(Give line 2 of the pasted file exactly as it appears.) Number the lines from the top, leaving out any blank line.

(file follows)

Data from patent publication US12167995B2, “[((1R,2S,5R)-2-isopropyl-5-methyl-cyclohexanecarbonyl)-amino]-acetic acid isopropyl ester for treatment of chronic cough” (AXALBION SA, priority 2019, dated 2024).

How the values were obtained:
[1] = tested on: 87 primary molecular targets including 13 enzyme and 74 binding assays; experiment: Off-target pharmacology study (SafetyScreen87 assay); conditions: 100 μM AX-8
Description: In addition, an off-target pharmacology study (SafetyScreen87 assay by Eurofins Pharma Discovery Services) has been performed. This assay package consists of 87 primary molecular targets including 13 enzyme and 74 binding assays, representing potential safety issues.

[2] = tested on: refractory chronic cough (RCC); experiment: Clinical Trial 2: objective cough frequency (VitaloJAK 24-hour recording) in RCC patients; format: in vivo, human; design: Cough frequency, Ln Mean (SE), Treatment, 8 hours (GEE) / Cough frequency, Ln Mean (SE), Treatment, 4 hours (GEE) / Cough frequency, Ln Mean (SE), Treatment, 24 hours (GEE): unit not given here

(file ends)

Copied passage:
How the values were obtained: